MITCHELL v. KLUBER

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District Court of Appeal, Second District, Division 1, California.

Katharine MITCHELL and Max Mitchell, Plaintiffs and Appellants, v. George W. KLUBER and First Church of Christ Scientist, Beverly Hills, a Corporation, Defendants and Respondents.

Civ. 25248.

Decided: October 03, 1961

Edward Mosk, Hollywood, and Aaron B. Rosenthal, Los Angeles, for appellants. John G. Zelezny, Hollywood, for respondent George W. Kluber. Veatch, Thomas & Carlson, Henry R. Thomas and Henry F. Walker, Los Angeles, for respondent First Church of Christ Scientist, Beverly Hills.

This is an appeal from a judgment in favor of the defendants in a personal injury action.

Plaintiffs are husband and wife. It is alleged in the complaint that the wife was injured by the negligent conduct of Kluber (that in walking Kluber collided with Katharine Mitchell and caused her to fall to the sidewalk, thereby bringing about the injury). The husband sought to recover medical expenses. Hereinafter the wife will be referred to as the plaintiff. Judgment was in favor of the defendants.

A reśume ́of some of the facts as developed by the evidence is as follows: Carrie Repp, sued herein as a Jane Doe, and dismissed as a defendant at the pre-trial, was the assistant clerk and treasurer of the church above named. Among her duties she was to count and deposit the moneys collected at the Sunday services in a bank with off-banking hours depositary facilities. Mr. Kluber was a member of the church who attended services and from time to time assisted in the counting and depositing of the funds and acted in part as a guard to Carrie Repp. Kluber performed his services as a volunteer and received no money compensation for his work.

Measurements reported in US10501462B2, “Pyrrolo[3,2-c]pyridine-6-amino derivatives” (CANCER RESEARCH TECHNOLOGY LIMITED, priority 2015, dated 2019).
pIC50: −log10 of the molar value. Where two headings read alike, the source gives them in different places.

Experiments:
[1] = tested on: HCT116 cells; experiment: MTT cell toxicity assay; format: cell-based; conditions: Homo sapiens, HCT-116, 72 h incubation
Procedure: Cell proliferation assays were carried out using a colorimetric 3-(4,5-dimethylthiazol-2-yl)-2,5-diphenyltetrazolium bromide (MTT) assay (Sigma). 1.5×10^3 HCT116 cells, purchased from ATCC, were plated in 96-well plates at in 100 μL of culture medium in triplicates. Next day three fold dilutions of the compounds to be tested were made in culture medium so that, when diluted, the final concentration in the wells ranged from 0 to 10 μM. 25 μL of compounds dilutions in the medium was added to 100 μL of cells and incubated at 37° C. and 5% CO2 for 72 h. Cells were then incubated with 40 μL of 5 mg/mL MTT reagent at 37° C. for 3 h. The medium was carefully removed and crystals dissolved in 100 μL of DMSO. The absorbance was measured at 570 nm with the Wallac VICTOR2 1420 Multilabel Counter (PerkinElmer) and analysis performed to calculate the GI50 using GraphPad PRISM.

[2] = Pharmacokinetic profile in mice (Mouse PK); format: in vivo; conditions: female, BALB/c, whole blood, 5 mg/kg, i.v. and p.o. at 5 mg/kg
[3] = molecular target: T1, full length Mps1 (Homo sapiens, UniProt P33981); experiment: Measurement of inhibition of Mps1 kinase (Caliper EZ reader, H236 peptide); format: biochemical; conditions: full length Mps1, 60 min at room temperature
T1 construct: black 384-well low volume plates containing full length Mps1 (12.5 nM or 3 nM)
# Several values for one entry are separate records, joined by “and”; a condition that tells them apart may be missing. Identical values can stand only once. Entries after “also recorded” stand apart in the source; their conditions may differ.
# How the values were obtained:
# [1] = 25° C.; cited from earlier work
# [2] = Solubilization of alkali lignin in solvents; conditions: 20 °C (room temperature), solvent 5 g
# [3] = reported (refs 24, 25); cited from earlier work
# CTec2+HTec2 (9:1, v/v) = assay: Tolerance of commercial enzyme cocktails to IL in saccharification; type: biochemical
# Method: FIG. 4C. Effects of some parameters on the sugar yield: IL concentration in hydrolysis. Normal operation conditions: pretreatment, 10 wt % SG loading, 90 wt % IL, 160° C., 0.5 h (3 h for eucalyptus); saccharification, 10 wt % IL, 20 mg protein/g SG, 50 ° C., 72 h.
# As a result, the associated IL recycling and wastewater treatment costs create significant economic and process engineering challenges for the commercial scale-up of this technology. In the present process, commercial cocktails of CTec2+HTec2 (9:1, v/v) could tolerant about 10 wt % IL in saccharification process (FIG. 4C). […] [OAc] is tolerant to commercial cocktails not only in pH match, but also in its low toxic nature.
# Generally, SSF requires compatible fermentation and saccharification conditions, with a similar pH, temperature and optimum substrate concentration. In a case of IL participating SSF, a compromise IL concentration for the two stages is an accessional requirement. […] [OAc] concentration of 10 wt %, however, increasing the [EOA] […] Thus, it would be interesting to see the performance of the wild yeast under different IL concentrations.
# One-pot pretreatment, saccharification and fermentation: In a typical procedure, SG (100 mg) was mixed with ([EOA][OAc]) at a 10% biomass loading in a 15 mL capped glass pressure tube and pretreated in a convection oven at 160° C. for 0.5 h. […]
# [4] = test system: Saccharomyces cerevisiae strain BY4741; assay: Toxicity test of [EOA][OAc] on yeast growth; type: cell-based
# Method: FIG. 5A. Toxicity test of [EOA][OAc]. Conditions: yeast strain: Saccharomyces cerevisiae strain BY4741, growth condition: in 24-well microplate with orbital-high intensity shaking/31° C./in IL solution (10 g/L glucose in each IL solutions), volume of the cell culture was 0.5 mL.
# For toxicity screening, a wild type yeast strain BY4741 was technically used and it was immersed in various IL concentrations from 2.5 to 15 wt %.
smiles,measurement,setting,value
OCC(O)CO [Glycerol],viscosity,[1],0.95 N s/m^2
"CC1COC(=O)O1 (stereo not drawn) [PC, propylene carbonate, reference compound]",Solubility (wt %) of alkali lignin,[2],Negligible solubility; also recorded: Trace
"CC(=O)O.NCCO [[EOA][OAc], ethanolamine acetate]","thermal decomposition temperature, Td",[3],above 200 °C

At the church services on June 9, 1957, a collection was taken at the church and the money so collected was counted and prepared for deposit in the California Bank on the north side of Wilshire Blvd. near Beverly Drive. A Beverly Hills City policeman was called for at or about the time a car driven by Carrie Repp with Kluber as an occupant thereof was to leave the church for the bank with the money for deposit. A police car arrived in due time and followed the Repp car to the bank. Carrie Repp parked her car on Wilshire Blvd. at the north curb and to the west of the entranceway into the bank. The policeman parked the police car to the east of the entranceway to the bank. There were some other automobiles parked between the Repp car and the police car. The sidewalk area in front of the bank was 15′1″ in width. Upon parking her car, Carrie Repp handed the depositary key to Kluber who proceeded in a northeasterly direction from the Repp car to the entranceway of the bank and made the deposit of the money in the facilities provided by the bank. Kluber looked both right and left as he walked but did not see anyone walking in the immediate area at the time. It took a matter of from one-half to three-quarters of a minute to complete the deposit and thereupon Kluber started back to the Repp car. On the way out at the bank entranceway Kluber signalled to the police officer in effect that he had made the deposit. Kluber walked in a diagonal southwesterly direction toward the Repp car and passed from the officer's view because of the cars parked ahead of the officer. A second or so later the officer heard a woman scream and he got out of the police car and saw the plaintiff on the sidewalk. The officer did not see the plaintiff and Kluber come together.